In addition, leaders of health care and medical science recognized the need to address global issues that the crisis has brought into clearer focus. Because of population growth, environmental degradation, and climate change, it is likely that there will be larger and more frequent public health disasters in the coming years and decades. Disturbance of wildlife habitats leads to the spread of infectious diseases from animals to people. In a recently published report, the British journal The Lancet draws direct connections between the COVID-19 crisis and climate change. “The window of opportunity is narrow, and, if the response to COVID-19 is not fully and directly aligned with national climate change strategies, the world will be unable to meet its commitments under the Paris Agreement, damaging health and health systems today and in the future.”
New Haven’s awakening to the COVID-19 crisis was a bit like the beginning of World War II had been for the mainland United States. The pandemic started in a far-off place, spread gradually at first, and suddenly it was in our backyard. On January 23, 2020, just two days after a World Health Organization (WHO) team arrived in Wuhan, China, to investigate the disease outbreak, Saad Omer, MBBS, MPH, PhD, director of the Yale Institute for Global Health, warned in a New York Times op-ed that the novel coronavirus could become a global pandemic if it were not handled correctly. He urged political and health care leaders to heed the lessons of earlier outbreaks, including severe acute respiratory syndrome (SARS) and Ebola. “Be ready for anything, and leave it to the experts,” he wrote.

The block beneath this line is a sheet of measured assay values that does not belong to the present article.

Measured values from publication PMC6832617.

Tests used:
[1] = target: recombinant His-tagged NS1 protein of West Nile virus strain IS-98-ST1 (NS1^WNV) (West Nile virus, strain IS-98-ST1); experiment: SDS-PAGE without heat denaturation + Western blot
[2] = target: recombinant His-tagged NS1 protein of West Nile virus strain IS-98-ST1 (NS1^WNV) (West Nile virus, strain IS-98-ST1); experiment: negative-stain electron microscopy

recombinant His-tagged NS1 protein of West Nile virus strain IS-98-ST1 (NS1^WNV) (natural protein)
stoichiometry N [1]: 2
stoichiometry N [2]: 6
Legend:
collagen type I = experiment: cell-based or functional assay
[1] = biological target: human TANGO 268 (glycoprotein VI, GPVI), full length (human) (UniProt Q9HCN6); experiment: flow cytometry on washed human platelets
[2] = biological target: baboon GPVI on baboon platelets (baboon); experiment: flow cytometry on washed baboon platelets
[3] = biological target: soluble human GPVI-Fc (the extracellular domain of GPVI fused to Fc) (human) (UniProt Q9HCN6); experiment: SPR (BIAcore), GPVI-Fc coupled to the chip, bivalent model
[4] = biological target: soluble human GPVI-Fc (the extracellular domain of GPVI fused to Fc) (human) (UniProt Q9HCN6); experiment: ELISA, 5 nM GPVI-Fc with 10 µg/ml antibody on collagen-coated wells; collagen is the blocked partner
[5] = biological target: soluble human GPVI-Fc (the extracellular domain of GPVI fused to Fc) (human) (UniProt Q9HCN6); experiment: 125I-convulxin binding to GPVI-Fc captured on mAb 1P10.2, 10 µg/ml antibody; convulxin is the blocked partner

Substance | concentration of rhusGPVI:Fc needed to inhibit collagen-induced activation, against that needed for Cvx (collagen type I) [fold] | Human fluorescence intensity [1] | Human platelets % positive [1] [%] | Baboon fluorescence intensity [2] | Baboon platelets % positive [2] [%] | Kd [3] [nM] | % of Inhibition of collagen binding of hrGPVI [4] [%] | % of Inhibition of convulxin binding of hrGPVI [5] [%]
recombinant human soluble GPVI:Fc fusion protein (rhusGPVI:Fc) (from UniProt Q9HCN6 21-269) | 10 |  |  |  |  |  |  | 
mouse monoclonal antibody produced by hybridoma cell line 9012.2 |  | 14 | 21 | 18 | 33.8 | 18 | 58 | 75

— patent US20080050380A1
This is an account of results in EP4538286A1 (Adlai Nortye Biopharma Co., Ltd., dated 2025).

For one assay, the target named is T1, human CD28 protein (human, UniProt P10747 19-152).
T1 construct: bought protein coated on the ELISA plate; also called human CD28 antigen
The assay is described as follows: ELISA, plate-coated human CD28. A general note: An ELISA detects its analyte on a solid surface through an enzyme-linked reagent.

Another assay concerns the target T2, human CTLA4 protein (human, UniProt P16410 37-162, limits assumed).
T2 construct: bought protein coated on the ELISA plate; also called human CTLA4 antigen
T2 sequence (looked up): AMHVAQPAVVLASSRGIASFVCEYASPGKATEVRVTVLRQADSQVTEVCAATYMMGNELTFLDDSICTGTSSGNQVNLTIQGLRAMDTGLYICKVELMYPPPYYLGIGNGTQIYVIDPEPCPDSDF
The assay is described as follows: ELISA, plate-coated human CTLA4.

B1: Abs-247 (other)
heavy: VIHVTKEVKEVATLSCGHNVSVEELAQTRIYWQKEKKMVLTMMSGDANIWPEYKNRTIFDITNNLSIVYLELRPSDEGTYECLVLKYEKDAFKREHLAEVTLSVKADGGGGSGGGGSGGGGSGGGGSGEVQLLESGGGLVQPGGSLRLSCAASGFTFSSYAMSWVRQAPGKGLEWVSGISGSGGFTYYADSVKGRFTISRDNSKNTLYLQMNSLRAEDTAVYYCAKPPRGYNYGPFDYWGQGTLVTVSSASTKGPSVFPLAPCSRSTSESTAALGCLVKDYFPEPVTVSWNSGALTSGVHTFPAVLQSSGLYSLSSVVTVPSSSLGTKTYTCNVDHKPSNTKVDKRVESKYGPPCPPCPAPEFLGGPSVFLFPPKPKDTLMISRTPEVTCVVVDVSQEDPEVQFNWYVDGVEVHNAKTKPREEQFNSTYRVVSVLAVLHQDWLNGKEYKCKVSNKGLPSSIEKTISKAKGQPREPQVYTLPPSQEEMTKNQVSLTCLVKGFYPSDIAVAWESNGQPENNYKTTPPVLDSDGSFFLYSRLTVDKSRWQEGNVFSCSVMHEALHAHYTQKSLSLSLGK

The disease did spread worldwide in subsequent weeks. The outbreak in northern Italy in early March 2020 got the attention of health care leaders at Yale; they began to plan for the worst. On March 11, the WHO declared the outbreak a pandemic. The first patient with COVID-19 was admitted to Yale New Haven Hospital on March 13. Within a few days, the emergency departments (EDs) on the two New Haven hospital campuses were flooded with COVID-19 patients. Then the intensive care units (ICUs) were full, and many of the regular beds were converted to handle COVID-19 patients. At the peak of the crisis in April, there were 447 COVID-19 patients on the New Haven campuses. “There will always be crises and disasters. We train and prepare for that,” said Gail D’Onofrio, MD, MS, the Albert E. Kent Professor of Emergency Medicine and chair of Emergency Medicine at the school and hospital. “But this was different. It wasn’t over quickly. It just kept going, and it wore our staff out.”